Quick Tip: Unsigned Apps On OS X 10.8.2 Mountain Lion

Screenshot of System Preference to all all app installs

Apple implemented application signing as a security measure with Mountain Lion. The default setting is to allow all Mac Store Apps and all apps from identified developers (signed apps). This is a reasonable setting that balances security and ease of use. And to be honest, I rarely encounter a problem but I occasionally want to install an unsigned app (that I trust). While I often see tips about how to enable this they all imply this change must be permanent. I loosen the settings, do the installation, and then restore the old setting. I’ve never had a problem doing this and I continue to be protected from unintended installations. So my process is:

1. Go to System Preferences -> Security & Privacy -> General tab and change the “Allow Applications…” setting to “Anywhere”.

2. Install the software

3. Return to system preferences and change the setting back to “Mac App Store and identified developers”

Screenshot of System Preference to all all app installs


So for now, despite the wording, only app installs are blocked. The apps themselves still run once installed. At least for now.

The OS Quest Trail Log #74: New Software Edition

The Future Is Now graphic

July brought a lot of new software even though it was a slow month as far as the post count goes. The beginning of the month was all Synology. Soon after I started looking at some of the Synology apps (not impressed) Synology released the DSM 4.1 beta and I’ve been running that ever since. But not to be forgotten, Apple released Mountain Line (OS X 10.8) and I installed it on my MacBook Air. Sandwiched between those events was Microsoft’s Public Preview for their latest Office Suite. I decided to give Office 365 Home Premium a look.

Like the earlier DSM 4.0 beta which was released shortly after I bought my first Synology NAS, the DSM 4.1 beta has been stable for me. I don’t use a lot of the features, sticking with file storage as it primary purpose. It’s been fine as an iSCSI destination along with basic file  shares. I have been using Photo Station and like it, although I’m still trying to figure out exactly what role it will fill.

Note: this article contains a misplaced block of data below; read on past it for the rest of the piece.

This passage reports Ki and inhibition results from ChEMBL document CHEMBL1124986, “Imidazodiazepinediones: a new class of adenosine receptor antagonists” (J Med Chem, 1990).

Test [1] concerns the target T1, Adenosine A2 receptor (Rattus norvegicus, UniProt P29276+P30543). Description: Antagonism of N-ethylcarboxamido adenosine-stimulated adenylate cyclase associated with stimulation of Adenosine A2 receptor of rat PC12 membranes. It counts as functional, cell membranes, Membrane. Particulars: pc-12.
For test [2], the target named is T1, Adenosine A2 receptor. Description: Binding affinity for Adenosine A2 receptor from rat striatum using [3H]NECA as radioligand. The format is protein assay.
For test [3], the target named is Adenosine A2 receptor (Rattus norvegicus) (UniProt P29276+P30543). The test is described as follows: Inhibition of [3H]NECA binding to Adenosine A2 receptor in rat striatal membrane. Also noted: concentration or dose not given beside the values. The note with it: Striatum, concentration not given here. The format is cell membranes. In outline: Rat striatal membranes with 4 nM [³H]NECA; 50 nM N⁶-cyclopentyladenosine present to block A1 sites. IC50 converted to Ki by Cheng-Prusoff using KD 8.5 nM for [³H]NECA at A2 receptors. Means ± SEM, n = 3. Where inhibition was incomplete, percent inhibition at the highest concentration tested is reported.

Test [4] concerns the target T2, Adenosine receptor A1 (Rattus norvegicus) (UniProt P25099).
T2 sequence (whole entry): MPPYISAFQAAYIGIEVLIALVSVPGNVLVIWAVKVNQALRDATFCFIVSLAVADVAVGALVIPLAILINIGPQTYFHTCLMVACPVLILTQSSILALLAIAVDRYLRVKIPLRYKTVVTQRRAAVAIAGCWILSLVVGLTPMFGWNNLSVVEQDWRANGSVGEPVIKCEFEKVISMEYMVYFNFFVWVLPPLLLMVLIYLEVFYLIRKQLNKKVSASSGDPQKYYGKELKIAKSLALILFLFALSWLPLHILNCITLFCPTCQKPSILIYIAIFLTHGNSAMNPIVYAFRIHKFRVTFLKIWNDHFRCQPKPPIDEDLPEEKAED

Mountain Lion has also been stable on my MacBook Air. I’m still unable to browse my Windows Home Server for shares but can connect to them directly. As I’m writing this my Mac Mini Mountain Lion upgrade just finished and it too has the same share browsing problem. And like the Air, the Mini can browse shares on my Windows 7 machines and the Synology NAS. So I’ll have to plan some time on that problem although I’m not the only one with the problem according to this forum post. I suspect I’ll wait until the first Mountain Lion update to see if it’s resolved then.

I’m still not sure what to think about Mountain Lion. It continues the trend of computers becoming part of an ecosystem. While it’s not real lock in, the Gatekeeper security feature and iCloud file system make the ease of use a tempting benefit, but it erodes interoperability. I don’t think Apple’s goal is lock-in, I just think it’s a side-effect of their ease-of-use goal. My own history with Apple’s cloud services makes me hesitant to commit to the iCloud file system but I am giving it a try. I’m just dipping my toe in – a year from now I may find a better app and find I need need a forklift to get a years worth of data out of iCloud.

Out of all the new software I have to admit that Office 365 Home Premium (and the whole new Office product line) intrigues me the most. I’m skeptical, and expect disappointment, but Microsoft may have done it right this time. And at the right price it may be something I subscribe to personally. I like that SkyDrive is the cloud file system and unlike iCloud it’s easy to get the files out (just sync to a local disk) and do my own backups.